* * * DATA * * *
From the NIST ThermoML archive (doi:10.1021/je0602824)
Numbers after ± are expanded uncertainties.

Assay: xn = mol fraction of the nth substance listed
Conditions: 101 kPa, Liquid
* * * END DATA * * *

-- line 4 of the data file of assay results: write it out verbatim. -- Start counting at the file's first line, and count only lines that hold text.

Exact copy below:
Conditions: 101 kPa, Liquid